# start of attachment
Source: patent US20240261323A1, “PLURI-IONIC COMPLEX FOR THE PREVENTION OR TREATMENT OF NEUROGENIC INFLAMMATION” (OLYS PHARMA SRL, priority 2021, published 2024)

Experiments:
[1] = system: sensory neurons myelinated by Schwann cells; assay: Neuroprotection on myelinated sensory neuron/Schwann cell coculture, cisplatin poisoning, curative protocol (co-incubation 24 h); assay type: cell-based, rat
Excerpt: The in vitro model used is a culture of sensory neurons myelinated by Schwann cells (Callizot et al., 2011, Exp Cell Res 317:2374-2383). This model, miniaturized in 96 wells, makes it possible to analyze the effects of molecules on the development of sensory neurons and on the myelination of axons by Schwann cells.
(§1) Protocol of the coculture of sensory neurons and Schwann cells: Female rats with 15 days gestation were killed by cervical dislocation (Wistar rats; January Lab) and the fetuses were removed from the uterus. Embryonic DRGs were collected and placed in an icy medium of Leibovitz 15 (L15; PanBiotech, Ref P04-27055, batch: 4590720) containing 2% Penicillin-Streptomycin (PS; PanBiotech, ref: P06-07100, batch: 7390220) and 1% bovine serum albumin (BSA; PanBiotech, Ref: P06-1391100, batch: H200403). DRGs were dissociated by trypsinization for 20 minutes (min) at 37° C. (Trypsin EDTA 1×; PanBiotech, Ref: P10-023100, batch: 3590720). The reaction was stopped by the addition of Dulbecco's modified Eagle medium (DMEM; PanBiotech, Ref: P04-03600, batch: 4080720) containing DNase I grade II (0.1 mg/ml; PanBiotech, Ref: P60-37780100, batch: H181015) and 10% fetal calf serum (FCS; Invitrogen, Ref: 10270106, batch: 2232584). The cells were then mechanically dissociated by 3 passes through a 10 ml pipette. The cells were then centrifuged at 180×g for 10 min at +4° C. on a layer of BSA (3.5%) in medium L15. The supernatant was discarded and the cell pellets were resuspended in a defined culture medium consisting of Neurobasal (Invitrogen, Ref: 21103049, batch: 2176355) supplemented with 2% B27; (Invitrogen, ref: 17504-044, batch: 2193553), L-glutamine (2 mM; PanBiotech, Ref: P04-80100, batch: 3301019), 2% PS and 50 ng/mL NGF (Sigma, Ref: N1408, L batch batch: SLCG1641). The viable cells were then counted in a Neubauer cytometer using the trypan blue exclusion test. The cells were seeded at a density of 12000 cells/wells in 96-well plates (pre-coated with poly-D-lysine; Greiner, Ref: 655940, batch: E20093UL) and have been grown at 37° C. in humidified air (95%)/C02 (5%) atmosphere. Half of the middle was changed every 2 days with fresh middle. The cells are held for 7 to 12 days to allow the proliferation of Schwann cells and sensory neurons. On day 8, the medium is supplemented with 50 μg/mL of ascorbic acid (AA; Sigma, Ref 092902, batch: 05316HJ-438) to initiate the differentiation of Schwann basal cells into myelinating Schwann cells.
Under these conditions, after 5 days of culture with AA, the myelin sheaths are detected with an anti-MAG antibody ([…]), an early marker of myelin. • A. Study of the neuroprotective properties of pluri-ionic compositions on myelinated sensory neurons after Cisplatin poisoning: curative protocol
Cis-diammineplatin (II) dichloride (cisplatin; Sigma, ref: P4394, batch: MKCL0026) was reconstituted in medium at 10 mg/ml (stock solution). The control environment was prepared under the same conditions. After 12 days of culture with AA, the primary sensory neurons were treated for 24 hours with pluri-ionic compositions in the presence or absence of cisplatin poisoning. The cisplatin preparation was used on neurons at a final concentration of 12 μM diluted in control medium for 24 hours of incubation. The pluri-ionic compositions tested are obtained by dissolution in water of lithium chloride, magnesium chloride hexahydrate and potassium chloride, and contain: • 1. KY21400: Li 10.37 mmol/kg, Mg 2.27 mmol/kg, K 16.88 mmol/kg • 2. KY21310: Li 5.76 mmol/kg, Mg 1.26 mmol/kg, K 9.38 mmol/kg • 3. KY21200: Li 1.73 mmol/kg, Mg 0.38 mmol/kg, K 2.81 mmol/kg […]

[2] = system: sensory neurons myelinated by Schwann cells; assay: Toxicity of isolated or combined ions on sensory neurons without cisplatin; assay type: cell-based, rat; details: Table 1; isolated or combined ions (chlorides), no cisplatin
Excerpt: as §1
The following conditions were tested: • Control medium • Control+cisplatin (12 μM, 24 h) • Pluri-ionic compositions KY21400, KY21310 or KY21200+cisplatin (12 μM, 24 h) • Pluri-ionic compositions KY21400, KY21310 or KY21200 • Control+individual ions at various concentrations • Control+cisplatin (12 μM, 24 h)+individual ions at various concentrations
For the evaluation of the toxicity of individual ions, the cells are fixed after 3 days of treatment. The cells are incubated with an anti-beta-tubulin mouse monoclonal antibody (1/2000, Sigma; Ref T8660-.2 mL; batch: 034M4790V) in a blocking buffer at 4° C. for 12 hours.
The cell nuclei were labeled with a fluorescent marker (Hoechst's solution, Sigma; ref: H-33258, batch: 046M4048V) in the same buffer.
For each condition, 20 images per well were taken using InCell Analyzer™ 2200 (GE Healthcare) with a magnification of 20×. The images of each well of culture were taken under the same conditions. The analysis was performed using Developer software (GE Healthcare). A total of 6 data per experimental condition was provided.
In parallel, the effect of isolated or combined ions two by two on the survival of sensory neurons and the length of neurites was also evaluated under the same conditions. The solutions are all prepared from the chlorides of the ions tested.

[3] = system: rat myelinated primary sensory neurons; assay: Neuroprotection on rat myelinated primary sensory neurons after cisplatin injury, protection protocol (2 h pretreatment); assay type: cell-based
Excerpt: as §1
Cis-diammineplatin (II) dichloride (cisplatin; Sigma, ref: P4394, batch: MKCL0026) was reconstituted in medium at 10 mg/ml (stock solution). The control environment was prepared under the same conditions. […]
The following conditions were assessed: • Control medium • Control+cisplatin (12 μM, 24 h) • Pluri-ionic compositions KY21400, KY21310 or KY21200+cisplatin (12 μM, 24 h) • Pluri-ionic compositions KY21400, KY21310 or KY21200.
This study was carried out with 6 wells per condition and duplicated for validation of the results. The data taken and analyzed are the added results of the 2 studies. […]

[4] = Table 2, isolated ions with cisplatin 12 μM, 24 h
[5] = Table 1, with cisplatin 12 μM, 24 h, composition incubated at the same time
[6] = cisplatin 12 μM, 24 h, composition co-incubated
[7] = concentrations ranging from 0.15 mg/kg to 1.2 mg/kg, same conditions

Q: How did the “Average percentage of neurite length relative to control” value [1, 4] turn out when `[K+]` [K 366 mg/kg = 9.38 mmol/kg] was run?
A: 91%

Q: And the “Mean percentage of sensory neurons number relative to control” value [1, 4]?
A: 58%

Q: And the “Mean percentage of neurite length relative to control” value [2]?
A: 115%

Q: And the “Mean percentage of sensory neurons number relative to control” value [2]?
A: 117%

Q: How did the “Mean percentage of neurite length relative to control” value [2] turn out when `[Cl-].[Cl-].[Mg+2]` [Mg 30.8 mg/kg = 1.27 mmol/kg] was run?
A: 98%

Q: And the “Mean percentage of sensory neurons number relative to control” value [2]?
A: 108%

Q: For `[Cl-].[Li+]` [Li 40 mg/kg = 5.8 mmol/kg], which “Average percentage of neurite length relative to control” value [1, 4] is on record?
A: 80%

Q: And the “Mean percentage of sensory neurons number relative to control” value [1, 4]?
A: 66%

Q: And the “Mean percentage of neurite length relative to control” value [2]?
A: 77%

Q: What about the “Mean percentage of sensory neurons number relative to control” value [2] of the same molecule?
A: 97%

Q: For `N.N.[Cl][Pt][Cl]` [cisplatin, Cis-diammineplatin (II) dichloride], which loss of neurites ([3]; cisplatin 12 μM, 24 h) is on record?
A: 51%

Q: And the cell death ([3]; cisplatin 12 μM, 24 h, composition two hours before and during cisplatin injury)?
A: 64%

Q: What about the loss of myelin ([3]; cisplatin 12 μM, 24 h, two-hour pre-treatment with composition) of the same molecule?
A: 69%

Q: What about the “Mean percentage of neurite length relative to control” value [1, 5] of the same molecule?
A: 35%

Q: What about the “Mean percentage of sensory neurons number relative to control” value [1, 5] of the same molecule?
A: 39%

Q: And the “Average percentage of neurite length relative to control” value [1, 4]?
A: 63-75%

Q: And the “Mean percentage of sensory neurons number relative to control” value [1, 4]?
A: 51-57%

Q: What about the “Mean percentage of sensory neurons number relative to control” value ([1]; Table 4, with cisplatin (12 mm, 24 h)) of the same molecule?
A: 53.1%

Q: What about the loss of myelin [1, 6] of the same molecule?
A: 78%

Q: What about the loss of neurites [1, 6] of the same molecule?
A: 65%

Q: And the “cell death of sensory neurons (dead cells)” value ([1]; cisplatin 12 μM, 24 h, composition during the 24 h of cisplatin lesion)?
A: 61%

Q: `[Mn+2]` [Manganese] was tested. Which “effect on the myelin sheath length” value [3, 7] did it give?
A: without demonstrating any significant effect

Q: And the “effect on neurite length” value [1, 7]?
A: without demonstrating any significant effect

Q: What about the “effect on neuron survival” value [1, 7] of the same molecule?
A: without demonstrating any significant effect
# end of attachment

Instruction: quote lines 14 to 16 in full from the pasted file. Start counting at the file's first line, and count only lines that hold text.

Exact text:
In parallel, the effect of isolated or combined ions two by two on the survival of sensory neurons and the length of neurites was also evaluated under the same conditions. The solutions are all prepared from the chlorides of the ions tested.

[3] = system: rat myelinated primary sensory neurons; assay: Neuroprotection on rat myelinated primary sensory neurons after cisplatin injury, protection protocol (2 h pretreatment); assay type: cell-based
Excerpt: as §1